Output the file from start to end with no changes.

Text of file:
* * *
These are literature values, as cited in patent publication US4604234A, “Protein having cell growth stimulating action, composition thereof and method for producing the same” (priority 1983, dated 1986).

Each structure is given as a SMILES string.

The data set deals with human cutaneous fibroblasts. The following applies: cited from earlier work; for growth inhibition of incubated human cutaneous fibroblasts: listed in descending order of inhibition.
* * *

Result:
These are literature values, as cited in patent publication US4604234A, “Protein having cell growth stimulating action, composition thereof and method for producing the same” (priority 1983, dated 1986).

Each structure is given as a SMILES string.

The data set deals with human cutaneous fibroblasts. The following applies: cited from earlier work; for growth inhibition of incubated human cutaneous fibroblasts: listed in descending order of inhibition.